Quintana primed for 2020 Tour de France after wildcard

By Sports Desk January 07, 2020

Nairo Quintana is in line to compete in this year's Tour de France after Arkea-Samsic were given a wildcard spot. 

The Colombian is a two-time runner-up at the Tour, most recently in 2015, and has won both the Giro d'Italia and the Vuelta a Espana.

Quintana moved to the France-based Arkea-Samsic team from Movistar ahead of the new season, having spent eight years with his previous employers.

The 29-year-old's new team includes Frenchman Warren Barguil, who won the mountain classification at the 2017 Tour, and three-time points classification runner-up Andre Greipel.

This year's edition begins in Nice on June 27, concluding with the processional final stage in Paris on July 19, with Team INEOS' Egan Bernal out to defend his title.

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  • Coronavirus: Cancellara casts doubt over Grand Tour scheduling Coronavirus: Cancellara casts doubt over Grand Tour scheduling

    Fabian Cancellara has questioned whether the Tour de France will be able to start a month later than scheduled amid the coronavirus pandemic.

    Tour organisers are reportedly considering moving the beginning of the most prestigious Grand Tour race back from June 27 to July 25.

    Staging the event without crowds had been talked of, but that option is said to have been ruled out.

    Retired four-time world time trial champion Cancellara believes putting the Grand Depart in Nice back by just a month may be unrealistic.

    Asked about a Tour with no spectators, the Swiss told Stats Perform: "For sure, the riders want to race and people at home want to watch a bike race.

    "But you still have people there that want to see the riders on the road. I think the Tour de France is the last big sporting event that hasn't been cancelled or postponed, but they've been having a lot of discussion.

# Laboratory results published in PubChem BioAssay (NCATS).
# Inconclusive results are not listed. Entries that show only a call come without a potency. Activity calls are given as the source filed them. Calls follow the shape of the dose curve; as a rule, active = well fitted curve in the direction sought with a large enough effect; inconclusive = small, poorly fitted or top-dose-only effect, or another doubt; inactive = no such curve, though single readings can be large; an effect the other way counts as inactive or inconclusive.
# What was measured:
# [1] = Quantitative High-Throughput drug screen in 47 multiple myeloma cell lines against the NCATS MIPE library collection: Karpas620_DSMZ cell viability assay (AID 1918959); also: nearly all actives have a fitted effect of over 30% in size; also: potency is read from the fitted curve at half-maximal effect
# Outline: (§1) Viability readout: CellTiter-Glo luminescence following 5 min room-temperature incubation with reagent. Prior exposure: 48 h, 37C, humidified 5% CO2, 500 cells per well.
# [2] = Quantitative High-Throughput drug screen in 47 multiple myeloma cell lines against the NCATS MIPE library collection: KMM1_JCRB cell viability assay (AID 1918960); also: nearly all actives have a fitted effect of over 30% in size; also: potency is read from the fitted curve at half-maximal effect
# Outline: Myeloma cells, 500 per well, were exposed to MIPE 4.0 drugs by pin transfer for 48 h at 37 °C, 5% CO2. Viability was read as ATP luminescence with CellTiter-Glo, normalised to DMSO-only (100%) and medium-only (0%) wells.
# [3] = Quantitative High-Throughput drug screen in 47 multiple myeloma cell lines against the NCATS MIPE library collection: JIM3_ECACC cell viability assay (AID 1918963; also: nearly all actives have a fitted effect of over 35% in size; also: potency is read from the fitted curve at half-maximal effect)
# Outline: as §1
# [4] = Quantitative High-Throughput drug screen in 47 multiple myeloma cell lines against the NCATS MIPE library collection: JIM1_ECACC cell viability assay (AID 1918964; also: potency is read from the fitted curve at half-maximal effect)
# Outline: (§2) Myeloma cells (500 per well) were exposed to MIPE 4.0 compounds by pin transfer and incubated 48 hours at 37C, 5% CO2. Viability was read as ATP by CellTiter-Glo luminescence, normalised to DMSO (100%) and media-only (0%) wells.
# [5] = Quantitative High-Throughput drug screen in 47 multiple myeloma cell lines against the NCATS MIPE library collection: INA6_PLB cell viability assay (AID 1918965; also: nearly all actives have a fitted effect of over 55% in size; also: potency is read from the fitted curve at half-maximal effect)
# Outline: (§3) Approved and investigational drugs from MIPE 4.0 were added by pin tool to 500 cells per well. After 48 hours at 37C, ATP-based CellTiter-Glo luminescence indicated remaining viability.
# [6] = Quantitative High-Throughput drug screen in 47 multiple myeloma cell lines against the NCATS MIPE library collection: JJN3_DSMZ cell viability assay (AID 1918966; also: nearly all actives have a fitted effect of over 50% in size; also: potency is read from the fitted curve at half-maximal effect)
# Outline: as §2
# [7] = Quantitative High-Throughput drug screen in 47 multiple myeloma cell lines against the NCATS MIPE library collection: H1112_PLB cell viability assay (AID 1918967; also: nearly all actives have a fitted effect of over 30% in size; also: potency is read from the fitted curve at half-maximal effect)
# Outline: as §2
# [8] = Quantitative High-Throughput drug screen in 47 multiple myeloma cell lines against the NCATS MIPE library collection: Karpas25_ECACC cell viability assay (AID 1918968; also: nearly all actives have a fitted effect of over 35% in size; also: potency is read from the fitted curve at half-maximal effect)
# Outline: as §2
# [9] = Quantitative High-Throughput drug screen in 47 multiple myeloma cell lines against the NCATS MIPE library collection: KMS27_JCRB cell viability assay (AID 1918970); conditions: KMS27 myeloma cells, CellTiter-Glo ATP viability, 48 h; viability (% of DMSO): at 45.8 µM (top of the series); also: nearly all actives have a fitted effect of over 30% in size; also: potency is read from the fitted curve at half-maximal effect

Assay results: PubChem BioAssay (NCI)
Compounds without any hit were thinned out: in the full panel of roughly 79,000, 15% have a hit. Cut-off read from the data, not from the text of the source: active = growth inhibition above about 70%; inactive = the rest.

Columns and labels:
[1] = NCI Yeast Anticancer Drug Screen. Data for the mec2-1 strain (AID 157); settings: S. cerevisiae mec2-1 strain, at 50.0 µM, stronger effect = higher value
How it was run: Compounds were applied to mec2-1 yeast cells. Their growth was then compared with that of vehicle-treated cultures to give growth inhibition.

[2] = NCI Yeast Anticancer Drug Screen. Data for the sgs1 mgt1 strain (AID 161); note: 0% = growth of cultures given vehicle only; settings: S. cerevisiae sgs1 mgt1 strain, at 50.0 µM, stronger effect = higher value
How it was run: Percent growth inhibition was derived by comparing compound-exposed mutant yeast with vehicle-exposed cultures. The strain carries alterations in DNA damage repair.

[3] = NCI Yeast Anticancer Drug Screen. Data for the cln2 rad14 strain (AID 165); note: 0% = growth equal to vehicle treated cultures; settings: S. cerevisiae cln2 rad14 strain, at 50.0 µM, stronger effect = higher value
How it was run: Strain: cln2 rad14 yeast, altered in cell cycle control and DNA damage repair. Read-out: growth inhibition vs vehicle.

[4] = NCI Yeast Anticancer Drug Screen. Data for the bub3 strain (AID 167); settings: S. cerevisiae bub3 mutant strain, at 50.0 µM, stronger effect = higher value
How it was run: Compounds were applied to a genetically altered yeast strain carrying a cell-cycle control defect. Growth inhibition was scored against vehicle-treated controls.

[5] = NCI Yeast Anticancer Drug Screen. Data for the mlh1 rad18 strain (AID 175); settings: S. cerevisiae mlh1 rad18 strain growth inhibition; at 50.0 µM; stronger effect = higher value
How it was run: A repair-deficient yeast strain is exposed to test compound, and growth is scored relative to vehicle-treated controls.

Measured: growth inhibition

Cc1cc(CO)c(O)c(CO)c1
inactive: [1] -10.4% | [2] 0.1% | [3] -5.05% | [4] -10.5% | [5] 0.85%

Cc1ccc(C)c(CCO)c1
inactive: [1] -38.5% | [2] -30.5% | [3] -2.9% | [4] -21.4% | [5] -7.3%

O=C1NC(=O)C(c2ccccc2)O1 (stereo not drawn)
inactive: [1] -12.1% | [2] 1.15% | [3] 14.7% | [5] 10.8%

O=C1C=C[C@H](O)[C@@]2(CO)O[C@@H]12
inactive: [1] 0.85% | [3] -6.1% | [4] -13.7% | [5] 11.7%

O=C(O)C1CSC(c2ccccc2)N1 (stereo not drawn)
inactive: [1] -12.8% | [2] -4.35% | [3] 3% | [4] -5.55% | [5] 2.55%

"What will come? They have potential possibilities – I think the start of end of July and then finish off August 16. But in the end, no one knows what is in two months and what is good that day.

    "They said they will wait until the middle of May, which is still a month to go. In one month, a lot of things can happen, a lot of new regulations might come."

    He added: "But even if they say they can do it, what's with the other bike riders? They are home. They have certain regulations. Can people travel? Do they allow them to travel?

    "Cycling is not just a French race of French people on the Tour de France. Cycling is a global sport. So, people from Spain, Portugal, people from Italy, from Austria, Germany, from Belgium, from Switzerland, Holland...

    "From Denmark, from Norway, cycling is from everywhere. That's why I'm quite curious how this is going to be managed."

    It remains to be seen if the Giro d'Italia will take place this year after it was postponed last month, but Cancellara thinks it is too early to make a decision on the Vuelta a Espana, which is due to get under way on August 14.

    The double Olympic gold medallist said: "To cancel it, I honestly think it's too early. I think they have to work on some solutions with a Plan A and B or C.

    "And the Giro, of course, if you look at the calendar, if from August things will go on slightly, then I don't know where is the space. Who will make the space? So, what will be is we have the regulation routes, the political aspect.

    "And we have to see the economy situation towards all those races because there is a calendar and you just can't cancel or [make] too many changes off the calendar because all the other events that are being held in August, September, October, they have fixed dates.

    "They've been working for it. And just the big one comes and want to have space. It's not so easy. That's why there are a lot of discussions for sure at the UCI in Switzerland with the organisers of the Giro.